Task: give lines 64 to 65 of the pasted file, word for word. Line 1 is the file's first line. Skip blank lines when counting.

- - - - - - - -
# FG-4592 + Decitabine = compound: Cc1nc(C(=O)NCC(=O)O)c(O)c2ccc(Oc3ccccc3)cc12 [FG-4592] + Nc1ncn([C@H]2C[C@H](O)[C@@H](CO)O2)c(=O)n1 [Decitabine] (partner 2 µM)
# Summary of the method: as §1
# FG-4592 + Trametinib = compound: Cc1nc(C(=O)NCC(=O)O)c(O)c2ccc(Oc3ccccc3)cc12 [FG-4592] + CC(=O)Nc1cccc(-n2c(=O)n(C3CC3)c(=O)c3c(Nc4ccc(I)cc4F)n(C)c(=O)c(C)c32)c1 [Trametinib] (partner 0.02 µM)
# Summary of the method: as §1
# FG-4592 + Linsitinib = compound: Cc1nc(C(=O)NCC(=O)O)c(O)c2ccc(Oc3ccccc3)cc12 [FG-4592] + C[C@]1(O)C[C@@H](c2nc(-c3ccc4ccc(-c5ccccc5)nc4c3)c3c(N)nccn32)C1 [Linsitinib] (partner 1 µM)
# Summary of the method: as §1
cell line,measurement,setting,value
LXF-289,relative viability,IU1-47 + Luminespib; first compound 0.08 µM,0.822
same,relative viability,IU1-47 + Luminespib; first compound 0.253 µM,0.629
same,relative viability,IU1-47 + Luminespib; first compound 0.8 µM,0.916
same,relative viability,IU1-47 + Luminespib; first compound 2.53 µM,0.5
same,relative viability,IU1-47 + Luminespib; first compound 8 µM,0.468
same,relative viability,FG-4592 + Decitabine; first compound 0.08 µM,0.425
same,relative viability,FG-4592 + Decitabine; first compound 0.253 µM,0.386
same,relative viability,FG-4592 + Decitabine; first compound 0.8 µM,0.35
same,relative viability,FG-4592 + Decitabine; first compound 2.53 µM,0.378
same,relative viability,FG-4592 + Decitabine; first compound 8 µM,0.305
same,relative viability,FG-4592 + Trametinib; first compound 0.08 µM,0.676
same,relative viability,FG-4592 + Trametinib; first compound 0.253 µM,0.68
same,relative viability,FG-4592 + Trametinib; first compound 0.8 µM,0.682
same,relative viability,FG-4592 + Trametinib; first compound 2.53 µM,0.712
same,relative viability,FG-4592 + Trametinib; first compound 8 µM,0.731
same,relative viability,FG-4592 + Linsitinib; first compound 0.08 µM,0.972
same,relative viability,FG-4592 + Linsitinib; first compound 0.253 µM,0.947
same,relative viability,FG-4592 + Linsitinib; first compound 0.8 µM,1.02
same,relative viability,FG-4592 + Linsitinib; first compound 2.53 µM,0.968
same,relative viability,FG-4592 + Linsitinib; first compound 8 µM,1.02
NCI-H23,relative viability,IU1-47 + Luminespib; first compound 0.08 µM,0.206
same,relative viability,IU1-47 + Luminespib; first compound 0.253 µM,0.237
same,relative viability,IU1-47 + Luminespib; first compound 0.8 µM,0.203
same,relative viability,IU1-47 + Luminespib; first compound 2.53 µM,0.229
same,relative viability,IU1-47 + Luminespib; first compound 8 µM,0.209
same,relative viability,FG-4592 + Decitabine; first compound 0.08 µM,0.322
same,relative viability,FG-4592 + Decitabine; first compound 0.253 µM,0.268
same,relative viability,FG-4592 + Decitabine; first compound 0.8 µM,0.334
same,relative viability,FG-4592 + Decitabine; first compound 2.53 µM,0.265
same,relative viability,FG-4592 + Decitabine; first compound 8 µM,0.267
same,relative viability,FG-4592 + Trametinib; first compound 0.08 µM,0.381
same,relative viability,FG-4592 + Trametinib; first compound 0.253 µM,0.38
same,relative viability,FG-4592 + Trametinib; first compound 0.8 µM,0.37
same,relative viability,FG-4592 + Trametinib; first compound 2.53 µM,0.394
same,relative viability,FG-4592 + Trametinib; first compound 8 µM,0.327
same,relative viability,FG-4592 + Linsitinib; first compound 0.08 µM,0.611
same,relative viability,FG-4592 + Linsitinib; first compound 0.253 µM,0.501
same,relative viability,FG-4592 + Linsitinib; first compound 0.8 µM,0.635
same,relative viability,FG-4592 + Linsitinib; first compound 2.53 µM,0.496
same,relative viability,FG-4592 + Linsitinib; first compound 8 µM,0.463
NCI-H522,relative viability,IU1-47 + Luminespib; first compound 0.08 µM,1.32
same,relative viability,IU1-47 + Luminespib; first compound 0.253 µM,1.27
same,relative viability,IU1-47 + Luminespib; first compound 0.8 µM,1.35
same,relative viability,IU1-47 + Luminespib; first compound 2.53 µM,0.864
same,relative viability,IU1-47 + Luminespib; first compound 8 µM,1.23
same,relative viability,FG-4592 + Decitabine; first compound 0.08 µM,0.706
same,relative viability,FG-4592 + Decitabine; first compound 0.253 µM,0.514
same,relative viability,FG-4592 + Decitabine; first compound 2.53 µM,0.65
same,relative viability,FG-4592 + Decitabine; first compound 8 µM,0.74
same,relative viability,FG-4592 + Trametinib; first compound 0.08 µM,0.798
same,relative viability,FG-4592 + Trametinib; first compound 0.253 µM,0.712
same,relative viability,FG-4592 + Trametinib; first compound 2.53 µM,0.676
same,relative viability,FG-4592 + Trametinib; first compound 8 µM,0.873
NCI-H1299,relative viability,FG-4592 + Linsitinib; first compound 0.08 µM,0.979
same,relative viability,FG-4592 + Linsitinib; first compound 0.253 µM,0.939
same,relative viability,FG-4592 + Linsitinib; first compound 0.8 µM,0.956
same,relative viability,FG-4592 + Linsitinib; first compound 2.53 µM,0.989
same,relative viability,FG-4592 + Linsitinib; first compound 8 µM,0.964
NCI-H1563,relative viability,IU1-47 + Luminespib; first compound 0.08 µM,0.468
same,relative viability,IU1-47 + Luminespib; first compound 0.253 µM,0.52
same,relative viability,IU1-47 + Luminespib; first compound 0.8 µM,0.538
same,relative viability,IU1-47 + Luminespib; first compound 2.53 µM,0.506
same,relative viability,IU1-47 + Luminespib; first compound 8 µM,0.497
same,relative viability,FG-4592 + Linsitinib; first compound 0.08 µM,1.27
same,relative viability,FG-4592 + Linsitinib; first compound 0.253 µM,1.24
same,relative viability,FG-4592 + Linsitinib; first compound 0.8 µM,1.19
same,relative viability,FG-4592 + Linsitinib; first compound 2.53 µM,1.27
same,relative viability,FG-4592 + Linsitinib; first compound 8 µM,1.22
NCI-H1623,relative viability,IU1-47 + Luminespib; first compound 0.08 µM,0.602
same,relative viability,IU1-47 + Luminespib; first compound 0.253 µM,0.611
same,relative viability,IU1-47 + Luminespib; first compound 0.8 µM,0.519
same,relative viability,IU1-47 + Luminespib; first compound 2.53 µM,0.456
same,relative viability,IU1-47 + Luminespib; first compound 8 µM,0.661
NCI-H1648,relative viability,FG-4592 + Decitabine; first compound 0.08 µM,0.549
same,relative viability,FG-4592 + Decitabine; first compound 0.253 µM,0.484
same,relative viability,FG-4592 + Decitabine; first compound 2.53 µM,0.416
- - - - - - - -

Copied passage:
same,relative viability,FG-4592 + Linsitinib; first compound 2.53 µM,0.989
same,relative viability,FG-4592 + Linsitinib; first compound 8 µM,0.964